Transplanted Vanderwolf Pines

Q: How cold hardy are Vanderwolf Pines? I’ve read the trees are suitable for zone 4 and above, but I question that. I purchased a small tree in the spring of 2008 and it grew well until the winter when I noted that most of the needles turned brown and dropped off in the summer. Fortunately, it rebounded with new growth and wintered well in 2009-10. However, since our cold snap last November (I live in Coquitlam, B.C.), I’ve noted that most of the needles on the new growth are turning brown!

Is it worth keeping if it cannot withstand temperatures below -10C?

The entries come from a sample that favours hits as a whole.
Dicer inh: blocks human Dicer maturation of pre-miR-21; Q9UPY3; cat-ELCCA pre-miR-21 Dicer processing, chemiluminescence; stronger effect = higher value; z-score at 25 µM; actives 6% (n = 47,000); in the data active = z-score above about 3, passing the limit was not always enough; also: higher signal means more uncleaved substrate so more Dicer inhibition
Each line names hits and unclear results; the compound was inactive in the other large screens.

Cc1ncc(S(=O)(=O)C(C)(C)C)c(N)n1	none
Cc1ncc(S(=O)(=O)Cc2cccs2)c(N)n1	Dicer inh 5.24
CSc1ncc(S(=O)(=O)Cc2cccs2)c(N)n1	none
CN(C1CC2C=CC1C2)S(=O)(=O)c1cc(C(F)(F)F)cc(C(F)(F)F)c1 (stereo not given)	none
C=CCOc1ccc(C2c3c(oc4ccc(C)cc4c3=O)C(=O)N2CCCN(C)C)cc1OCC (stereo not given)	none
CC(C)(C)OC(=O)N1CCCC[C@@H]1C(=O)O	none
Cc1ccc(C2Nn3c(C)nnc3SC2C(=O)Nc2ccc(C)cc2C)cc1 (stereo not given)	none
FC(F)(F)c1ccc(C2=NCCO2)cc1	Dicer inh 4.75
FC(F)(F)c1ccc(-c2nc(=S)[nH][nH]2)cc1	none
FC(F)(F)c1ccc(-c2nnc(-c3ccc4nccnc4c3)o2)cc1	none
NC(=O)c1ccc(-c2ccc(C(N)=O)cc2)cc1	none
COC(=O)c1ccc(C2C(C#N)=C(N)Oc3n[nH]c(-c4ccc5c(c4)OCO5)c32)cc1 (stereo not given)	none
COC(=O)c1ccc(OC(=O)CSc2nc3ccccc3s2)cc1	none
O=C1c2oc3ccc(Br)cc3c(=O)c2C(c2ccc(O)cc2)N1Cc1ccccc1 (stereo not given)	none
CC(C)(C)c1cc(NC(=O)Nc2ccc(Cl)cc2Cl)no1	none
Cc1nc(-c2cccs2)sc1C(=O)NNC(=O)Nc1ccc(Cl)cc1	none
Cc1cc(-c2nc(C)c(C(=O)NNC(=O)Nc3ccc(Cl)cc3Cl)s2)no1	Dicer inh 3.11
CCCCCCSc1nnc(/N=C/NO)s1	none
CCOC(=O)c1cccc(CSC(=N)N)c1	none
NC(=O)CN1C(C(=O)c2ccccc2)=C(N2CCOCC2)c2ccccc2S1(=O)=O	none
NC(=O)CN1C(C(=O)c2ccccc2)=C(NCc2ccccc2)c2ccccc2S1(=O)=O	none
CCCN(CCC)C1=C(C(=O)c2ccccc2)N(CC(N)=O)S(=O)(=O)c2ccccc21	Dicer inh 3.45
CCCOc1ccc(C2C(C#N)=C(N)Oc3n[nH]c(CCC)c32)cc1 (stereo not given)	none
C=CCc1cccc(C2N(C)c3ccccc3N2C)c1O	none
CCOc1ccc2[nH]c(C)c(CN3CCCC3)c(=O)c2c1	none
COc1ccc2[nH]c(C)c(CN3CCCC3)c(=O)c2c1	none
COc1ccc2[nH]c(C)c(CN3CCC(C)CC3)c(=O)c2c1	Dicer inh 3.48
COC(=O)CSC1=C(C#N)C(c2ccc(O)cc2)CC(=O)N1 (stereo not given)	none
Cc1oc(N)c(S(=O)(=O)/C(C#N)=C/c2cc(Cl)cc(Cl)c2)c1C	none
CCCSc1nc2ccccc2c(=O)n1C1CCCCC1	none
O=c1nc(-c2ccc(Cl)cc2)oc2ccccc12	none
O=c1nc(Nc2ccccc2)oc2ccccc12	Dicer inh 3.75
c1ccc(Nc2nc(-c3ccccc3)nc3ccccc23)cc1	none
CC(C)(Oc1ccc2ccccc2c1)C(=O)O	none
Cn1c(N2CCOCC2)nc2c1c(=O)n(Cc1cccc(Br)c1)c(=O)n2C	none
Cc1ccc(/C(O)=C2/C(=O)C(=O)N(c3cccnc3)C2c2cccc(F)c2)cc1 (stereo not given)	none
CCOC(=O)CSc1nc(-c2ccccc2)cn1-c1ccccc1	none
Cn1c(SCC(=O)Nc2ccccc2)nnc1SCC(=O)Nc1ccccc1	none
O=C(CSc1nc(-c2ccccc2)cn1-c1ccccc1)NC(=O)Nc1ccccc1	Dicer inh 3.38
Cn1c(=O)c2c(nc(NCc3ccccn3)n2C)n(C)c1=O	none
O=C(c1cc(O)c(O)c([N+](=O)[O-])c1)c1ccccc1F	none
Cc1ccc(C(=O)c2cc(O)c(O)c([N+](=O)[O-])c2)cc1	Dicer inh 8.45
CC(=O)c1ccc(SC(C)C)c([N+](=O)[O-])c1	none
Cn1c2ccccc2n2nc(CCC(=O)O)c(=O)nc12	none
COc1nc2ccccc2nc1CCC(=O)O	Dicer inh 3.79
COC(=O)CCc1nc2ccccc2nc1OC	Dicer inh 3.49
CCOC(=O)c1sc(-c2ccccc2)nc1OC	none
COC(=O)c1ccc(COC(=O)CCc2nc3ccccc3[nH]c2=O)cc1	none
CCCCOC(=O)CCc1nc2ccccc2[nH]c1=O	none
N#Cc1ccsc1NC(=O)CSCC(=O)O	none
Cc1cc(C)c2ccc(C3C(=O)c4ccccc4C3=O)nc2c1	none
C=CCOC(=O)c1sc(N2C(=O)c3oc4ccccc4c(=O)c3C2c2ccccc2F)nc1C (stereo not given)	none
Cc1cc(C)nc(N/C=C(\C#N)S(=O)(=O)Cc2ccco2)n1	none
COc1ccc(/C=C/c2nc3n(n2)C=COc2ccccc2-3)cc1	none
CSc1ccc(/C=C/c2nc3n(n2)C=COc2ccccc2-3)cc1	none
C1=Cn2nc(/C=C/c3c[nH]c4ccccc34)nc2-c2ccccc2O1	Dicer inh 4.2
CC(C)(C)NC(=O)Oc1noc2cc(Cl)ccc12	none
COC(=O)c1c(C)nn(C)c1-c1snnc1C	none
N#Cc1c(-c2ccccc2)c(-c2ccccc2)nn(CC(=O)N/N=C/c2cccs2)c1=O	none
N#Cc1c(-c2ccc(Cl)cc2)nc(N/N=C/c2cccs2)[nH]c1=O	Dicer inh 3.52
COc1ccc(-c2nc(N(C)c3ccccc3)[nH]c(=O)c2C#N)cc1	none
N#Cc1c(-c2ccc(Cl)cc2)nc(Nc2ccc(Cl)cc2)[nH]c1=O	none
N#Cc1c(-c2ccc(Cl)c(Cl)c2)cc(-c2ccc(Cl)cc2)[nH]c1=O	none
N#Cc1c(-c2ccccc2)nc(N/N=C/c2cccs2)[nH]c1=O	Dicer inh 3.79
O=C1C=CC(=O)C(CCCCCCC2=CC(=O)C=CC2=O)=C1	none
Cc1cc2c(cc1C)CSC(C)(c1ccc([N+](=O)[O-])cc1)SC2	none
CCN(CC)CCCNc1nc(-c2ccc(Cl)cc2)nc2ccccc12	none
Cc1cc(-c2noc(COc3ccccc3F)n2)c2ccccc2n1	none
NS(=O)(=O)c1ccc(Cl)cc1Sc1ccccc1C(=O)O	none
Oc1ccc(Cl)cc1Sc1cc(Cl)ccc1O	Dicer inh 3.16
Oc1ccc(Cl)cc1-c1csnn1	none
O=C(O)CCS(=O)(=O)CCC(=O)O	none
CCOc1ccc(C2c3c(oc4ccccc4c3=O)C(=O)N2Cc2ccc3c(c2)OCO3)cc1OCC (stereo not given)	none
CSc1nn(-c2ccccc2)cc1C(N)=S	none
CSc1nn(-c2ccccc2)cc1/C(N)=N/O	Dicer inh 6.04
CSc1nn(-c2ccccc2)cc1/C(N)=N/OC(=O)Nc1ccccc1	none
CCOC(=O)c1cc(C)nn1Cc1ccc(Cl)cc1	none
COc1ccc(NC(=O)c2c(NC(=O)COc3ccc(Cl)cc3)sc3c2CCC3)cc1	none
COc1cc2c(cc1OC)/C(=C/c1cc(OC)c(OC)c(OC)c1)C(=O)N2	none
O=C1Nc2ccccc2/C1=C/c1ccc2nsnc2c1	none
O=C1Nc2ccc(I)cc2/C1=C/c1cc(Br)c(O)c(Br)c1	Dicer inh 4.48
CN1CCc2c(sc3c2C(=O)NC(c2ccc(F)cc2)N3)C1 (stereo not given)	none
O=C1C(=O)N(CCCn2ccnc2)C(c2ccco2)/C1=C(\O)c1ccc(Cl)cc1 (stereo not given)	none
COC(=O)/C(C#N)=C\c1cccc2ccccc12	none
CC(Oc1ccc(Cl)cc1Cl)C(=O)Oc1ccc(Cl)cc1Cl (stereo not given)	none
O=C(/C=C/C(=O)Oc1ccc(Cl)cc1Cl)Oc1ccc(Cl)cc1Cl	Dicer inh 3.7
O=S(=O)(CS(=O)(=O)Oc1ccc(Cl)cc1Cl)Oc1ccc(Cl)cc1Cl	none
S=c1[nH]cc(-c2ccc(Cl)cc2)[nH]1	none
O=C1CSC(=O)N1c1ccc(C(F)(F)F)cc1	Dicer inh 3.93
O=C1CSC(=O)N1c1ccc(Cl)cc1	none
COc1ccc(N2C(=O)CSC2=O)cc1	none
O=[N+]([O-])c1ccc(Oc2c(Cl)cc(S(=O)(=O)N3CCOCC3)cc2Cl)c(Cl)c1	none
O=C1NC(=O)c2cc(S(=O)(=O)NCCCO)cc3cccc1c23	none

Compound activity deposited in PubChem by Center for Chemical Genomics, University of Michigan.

“Vanderwolf Timber Pine” (Pinus flexilis ‘Vanderwolf’) should be winter hardy to our climate here, rated zone 6 (USDA). I believe the pine may be suffering from transplant shock and natural fall-needle shedding. I’m assuming that the pine is correctly planted and is probably from a “Ball & Burlap” (B&B). B&B plants normally experience transplant shock during the first and second seasons when some brown needles will be noticed. Just brush away the brown needles. Apply an organic mulch at least 5 to 10 cm thick (2 to 4 in.), ensuring it doesn’t encroach the main stem. Ensure deep, but infrequent, watering during prolonged dry spells. You may want to try a transplant solution to promote rooting (follow directions on the label). I suggest using fertilizer regularly after one growing season.